The type of "scale" most often referred to in the digital ad industry revolves around size. But what about "scale" in terms of comparison? "The overall ecosystem is teetering dangerously [in favor] on the side of the buyer," said Jason Fairchild, co-founder of OpenX. Fairchild was speaking on the "Revenge of the SSP" panel at the RTB Insider Summit on Friday.
Programmatic buying promised to bring efficiency to the digital ad marketplace -- but it didn't come without issues, and one of the most pressing is transparency. Where did your money go? Did the ad work? How can you know? I spoke with Bill Lederer, chairman and CEO of MediaCrossing, about efficiency and transparency to find out where the programmatic market stands and where it's going.
The RTB 500 is a composite index much like Wall Street's S&P 500, but it represents the supply and demand of advertising impressions being traded publicly on Madison Avenue's audience exchanges rather than the supply and demand of shares of company stocks being traded publicly on financial exchanges. For the first time ever, there is "public" data on the market behavior of people who buy and sell media, and anyone with a bidding engine can peek into the open "bidstream."
Roughly a year after launching "RTM Daily," we're renaming this publication "Real-Time Daily." The mission remains the same: Covering the shift toward a real-time media, advertising and marketing marketplace powered by machines, data, and of course, people. One of my goals when I originally began championing the idea internally at MediaPost was to start covering Madison Avenue the way financial press reporters cover Wall Street's markets -- and to the extent possible, identify, develop and begin reporting on data, news and information that creates greater transparency for the advertising industry at large, not just the programmatic media trading parts of …
The term waterfall has many connotations, but in the ad technology business, it is usually used to describe how people and technology are used to manage the flow of demand from advertisers. The problem is that, up until now, it's been a little bit like the way water flows in the physical world -- always downhill. Now, a new generation of so-called SSPs -- or supply-side platforms -- is seeking to defy the natural effects of gravity and get demand to flow upstream.
Programmatic ad technologies have been put to use around the globe, and some recent reports pin Europe as one of the fastest growing regions of adoption. But that's not to say there isn't plenty of room left for growth overseas. One in four (25%) European marketers have never even heard of "programmatic," according to a new report from AppNexus, Warc and IAB Europe.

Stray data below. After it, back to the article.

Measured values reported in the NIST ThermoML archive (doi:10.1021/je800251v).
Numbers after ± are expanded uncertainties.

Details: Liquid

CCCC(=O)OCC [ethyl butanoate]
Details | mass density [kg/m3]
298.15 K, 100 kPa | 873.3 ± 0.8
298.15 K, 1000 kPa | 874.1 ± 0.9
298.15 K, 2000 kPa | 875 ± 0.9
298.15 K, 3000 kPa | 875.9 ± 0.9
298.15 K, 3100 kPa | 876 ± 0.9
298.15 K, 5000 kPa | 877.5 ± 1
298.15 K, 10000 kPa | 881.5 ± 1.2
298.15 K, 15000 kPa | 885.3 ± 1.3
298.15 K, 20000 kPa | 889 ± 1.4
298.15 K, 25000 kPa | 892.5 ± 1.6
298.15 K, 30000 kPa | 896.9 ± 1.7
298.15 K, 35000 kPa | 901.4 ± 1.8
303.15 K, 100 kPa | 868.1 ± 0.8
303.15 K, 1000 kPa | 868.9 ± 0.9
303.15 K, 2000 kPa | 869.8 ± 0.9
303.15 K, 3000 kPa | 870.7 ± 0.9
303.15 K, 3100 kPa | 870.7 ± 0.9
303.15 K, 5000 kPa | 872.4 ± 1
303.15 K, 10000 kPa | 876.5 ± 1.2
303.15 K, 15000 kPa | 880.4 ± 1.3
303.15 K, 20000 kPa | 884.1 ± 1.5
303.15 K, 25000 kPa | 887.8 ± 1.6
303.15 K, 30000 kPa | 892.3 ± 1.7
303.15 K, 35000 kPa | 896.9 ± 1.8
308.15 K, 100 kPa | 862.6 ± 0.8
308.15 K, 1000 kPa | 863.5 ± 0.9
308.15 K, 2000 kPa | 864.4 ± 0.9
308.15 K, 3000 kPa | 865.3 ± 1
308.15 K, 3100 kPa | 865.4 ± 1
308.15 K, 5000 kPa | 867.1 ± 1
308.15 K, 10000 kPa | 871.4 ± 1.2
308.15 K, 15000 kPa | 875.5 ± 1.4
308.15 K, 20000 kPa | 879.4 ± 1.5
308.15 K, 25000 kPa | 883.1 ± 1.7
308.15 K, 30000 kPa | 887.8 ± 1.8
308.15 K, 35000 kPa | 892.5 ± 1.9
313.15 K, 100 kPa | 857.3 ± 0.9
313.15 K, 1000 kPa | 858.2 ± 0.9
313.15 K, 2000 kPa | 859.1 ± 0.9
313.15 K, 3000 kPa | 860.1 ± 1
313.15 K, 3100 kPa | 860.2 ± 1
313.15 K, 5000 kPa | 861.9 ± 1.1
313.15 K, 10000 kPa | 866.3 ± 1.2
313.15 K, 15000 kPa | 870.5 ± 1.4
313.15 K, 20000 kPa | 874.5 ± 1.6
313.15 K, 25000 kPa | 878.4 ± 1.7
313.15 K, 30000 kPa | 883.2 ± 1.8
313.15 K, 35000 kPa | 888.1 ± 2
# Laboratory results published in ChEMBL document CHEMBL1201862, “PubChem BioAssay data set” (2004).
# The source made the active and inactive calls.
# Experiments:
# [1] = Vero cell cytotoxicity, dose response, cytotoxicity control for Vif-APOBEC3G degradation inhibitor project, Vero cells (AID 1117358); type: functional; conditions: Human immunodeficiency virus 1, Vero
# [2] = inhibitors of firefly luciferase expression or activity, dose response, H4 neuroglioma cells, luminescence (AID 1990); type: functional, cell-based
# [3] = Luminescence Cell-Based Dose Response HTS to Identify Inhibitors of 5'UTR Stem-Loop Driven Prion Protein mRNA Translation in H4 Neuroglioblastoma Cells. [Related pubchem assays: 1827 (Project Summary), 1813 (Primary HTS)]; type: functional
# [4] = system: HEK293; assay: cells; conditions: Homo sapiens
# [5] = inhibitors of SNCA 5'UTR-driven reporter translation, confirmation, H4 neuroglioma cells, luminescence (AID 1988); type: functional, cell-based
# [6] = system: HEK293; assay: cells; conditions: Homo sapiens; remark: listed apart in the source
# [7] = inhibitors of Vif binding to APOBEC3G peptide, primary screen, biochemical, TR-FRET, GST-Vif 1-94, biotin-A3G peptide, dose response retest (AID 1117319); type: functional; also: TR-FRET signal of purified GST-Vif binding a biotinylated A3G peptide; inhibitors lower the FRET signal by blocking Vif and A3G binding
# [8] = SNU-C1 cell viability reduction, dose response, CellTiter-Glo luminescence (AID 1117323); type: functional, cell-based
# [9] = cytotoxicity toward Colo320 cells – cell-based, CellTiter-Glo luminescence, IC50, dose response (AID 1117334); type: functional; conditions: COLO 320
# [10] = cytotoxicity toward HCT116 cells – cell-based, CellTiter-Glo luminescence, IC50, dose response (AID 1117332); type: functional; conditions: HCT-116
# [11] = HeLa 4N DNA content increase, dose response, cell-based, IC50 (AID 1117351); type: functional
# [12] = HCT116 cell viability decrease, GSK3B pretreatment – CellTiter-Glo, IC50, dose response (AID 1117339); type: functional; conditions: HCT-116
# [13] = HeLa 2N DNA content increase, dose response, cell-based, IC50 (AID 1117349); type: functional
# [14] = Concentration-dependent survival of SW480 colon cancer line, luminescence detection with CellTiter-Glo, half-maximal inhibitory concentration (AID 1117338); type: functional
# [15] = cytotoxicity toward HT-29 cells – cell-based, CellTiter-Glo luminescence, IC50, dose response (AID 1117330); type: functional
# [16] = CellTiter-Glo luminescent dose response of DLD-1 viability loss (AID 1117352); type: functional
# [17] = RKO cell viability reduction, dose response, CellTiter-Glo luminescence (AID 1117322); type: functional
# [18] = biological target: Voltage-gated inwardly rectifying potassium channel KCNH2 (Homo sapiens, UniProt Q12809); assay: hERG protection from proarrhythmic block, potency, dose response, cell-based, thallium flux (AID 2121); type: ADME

Whether the campaigns are automated or bought direct, marketers are increasingly focused on cross-device advertising because that's what consumer behavior is calling for. But what does the cross-device user look like? According to a new infographic from Drawbridge, an ad platform with a focus on cross-device marketing, the typical multi-device user has 2.5 devices.
"Advertising Age" reported yesterday afternoon that Procter & Gamble wants to buy 70% to 75% of its U.S. digital media programmatically by the end of this year, citing "people briefed on the company's plans." Doing so would be significant on multiple fronts. For one, P&G is a brand advertiser, not a direct-response advertiser. Programmatic has been commonly associated with direct-response advertising, sometimes with a negative connotation. Such a significant investment on P&G's part could transform that perception.
Adobe recently polled over 1,000 marketers across North America, Europe, the Middle East, Africa and Asia on the topic of optimization, per a company blog post. The top 20% of businesses surveyed reported conversion rates of 4.5%, while the average was 2.6%. The report also found that the key focus of "optimization" is "personalization." That's a buzzwordy sentence, but I think it's important to note because it highlights the digital ad industry's focus on the individual, seemingly regardless of context. It goes hand-in-hand with the industry's interest in audience-buying instead of media-buying.
Ad tech providers are continually looking for new ways to ease publishers' concerns over control in a programmatic environment. Improve Digital, a supply-side platform (SSP), on Monday announced the launch of its "Pricing Control Centre," which the company claims gives its publisher partners a slew of new pricing control features. The move appears to be the supply-side's response to the various ways the buy-side now uses programmatic technologies.